I swore I wouldn’t step foot into a discount store or mall or convenience mart or kiosk during the sales tax free weekend.
Unable to resist the school supply spirit and the gleaming pristine displays of notebooks, I caved by Sunday afternoon, convinced I was missing out on some fabulous sale on No. 2 pencils. I dropped my three-year-old off at my mother’s house and Miss C, my six-year-old, and I headed into the fray, otherwise known as Wal-Mart on a Sunday afternoon in the blistering heat and sweating throngs of humanity all jostling for an available shopping cart.
I thought we’d hit the jackpot when we walked in and I spied the Holy Grail of school supplies: a large display of popular school supply items. Soon, however, our hopes were dashed. Miss C and I peered down into the cardboard bins that teased us with the promise of low prices. Half of the bins were empty, littered with crumpled candy wrappers and broken generic crayons. Only Crayola will do for my little angel!
Never fear, I reassured Miss C. We’ll head back to the regular school supply aisles. Surely the crayons and dry erase markers and special plastic folders would be there. Surely!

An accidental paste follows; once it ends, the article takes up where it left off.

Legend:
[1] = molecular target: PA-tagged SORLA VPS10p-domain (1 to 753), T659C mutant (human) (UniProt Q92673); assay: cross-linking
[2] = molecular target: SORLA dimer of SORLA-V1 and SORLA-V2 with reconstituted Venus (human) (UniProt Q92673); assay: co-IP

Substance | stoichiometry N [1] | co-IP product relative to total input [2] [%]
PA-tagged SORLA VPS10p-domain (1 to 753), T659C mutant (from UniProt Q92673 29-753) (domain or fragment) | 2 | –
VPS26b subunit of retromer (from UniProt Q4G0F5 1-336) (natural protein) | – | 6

There were people clogging the school supply aisles like the liquor store on payday. It was all I could do to wade through the crowd of women and children clutching dog-eared school supply lists. All the men within a fifty-mile radius were apparently smart enough to stay home in their cool air-conditioned houses.
Miss C started to freak out when the dry erase markers on her list were nowhere to be found.
“Mommy what happens if we don’t have my special markers for first grade?” her face dropping.
“Sweetheart, it’s okay. We’re going to Target!” We headed to the car with a bag containing two pairs of Fiskars brand scissors, a couple of packs of Crayola crayons, and colorful cap erasers I’d managed to scrounge from the aisles in hopes someone had given up and tossed their loot on to the wrong shelf. Miss C also scored a super cute pair of Disney Princess brown and pink sparkly Mary Janes. A quick detour to the shoe department was just what we needed after our harrowing experience in the school supply section.
We headed into Target, but alas it was more of the same retail song and dance. We did manage to get a few more items on her list, such as the highly coveted Elmer’s glue sticks, but we left without the specialty folders and drawing pad.
Next year I may give up my romantic notions of school supply shopping and write a check for the pre-assembled packet the PTO sells in May.